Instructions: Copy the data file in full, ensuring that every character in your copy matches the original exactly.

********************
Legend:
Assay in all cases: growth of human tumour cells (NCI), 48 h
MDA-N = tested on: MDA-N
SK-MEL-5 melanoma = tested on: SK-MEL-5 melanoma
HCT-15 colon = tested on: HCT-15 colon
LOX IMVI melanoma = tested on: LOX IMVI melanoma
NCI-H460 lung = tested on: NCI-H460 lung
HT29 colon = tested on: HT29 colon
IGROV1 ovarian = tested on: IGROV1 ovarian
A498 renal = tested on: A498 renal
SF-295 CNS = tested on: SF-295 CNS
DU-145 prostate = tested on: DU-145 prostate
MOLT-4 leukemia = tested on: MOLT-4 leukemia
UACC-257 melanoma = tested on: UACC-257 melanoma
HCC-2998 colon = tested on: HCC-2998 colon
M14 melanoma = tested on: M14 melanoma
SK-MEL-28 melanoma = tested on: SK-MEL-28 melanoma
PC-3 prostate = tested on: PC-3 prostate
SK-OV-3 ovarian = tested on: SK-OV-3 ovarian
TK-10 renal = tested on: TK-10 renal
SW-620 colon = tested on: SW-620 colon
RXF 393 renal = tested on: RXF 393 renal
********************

Legend:
Assay in all cases: growth of human tumour cells (NCI), 48 h
MDA-N = tested on: MDA-N
SK-MEL-5 melanoma = tested on: SK-MEL-5 melanoma
HCT-15 colon = tested on: HCT-15 colon
LOX IMVI melanoma = tested on: LOX IMVI melanoma
NCI-H460 lung = tested on: NCI-H460 lung
HT29 colon = tested on: HT29 colon
IGROV1 ovarian = tested on: IGROV1 ovarian
A498 renal = tested on: A498 renal
SF-295 CNS = tested on: SF-295 CNS
DU-145 prostate = tested on: DU-145 prostate
MOLT-4 leukemia = tested on: MOLT-4 leukemia
UACC-257 melanoma = tested on: UACC-257 melanoma
HCC-2998 colon = tested on: HCC-2998 colon
M14 melanoma = tested on: M14 melanoma
SK-MEL-28 melanoma = tested on: SK-MEL-28 melanoma
PC-3 prostate = tested on: PC-3 prostate
SK-OV-3 ovarian = tested on: SK-OV-3 ovarian
TK-10 renal = tested on: TK-10 renal
SW-620 colon = tested on: SW-620 colon
RXF 393 renal = tested on: RXF 393 renal